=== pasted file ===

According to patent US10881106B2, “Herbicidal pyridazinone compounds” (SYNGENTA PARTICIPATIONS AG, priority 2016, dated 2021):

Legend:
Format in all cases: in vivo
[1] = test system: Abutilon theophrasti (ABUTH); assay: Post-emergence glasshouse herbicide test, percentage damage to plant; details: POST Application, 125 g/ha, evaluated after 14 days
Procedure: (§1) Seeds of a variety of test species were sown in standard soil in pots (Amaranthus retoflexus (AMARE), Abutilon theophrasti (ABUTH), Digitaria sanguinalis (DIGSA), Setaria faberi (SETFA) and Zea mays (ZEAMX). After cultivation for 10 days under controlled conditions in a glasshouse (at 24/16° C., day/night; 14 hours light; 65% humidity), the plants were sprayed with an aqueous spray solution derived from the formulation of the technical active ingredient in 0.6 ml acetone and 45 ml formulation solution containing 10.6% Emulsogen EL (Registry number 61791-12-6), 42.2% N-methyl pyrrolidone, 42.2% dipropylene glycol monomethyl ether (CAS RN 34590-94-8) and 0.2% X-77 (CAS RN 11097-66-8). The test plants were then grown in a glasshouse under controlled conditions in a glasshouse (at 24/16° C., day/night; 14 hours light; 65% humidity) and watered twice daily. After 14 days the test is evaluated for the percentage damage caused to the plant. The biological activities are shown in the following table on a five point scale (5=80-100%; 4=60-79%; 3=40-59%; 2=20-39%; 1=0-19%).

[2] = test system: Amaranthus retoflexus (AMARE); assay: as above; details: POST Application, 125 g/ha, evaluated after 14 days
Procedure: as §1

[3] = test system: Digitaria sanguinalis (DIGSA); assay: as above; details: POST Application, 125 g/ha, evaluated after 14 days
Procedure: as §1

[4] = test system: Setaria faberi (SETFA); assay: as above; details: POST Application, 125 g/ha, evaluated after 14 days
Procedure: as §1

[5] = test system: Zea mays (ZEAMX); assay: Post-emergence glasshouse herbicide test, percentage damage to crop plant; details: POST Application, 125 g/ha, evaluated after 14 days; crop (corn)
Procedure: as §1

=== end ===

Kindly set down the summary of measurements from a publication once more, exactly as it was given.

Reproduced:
According to patent US10881106B2, “Herbicidal pyridazinone compounds” (SYNGENTA PARTICIPATIONS AG, priority 2016, dated 2021):

Legend:
Format in all cases: in vivo
[1] = test system: Abutilon theophrasti (ABUTH); assay: Post-emergence glasshouse herbicide test, percentage damage to plant; details: POST Application, 125 g/ha, evaluated after 14 days
Procedure: (§1) Seeds of a variety of test species were sown in standard soil in pots (Amaranthus retoflexus (AMARE), Abutilon theophrasti (ABUTH), Digitaria sanguinalis (DIGSA), Setaria faberi (SETFA) and Zea mays (ZEAMX). After cultivation for 10 days under controlled conditions in a glasshouse (at 24/16° C., day/night; 14 hours light; 65% humidity), the plants were sprayed with an aqueous spray solution derived from the formulation of the technical active ingredient in 0.6 ml acetone and 45 ml formulation solution containing 10.6% Emulsogen EL (Registry number 61791-12-6), 42.2% N-methyl pyrrolidone, 42.2% dipropylene glycol monomethyl ether (CAS RN 34590-94-8) and 0.2% X-77 (CAS RN 11097-66-8). The test plants were then grown in a glasshouse under controlled conditions in a glasshouse (at 24/16° C., day/night; 14 hours light; 65% humidity) and watered twice daily. After 14 days the test is evaluated for the percentage damage caused to the plant. The biological activities are shown in the following table on a five point scale (5=80-100%; 4=60-79%; 3=40-59%; 2=20-39%; 1=0-19%).

[2] = test system: Amaranthus retoflexus (AMARE); assay: as above; details: POST Application, 125 g/ha, evaluated after 14 days
Procedure: as §1

[3] = test system: Digitaria sanguinalis (DIGSA); assay: as above; details: POST Application, 125 g/ha, evaluated after 14 days
Procedure: as §1

[4] = test system: Setaria faberi (SETFA); assay: as above; details: POST Application, 125 g/ha, evaluated after 14 days
Procedure: as §1

[5] = test system: Zea mays (ZEAMX); assay: Post-emergence glasshouse herbicide test, percentage damage to crop plant; details: POST Application, 125 g/ha, evaluated after 14 days; crop (corn)
Procedure: as §1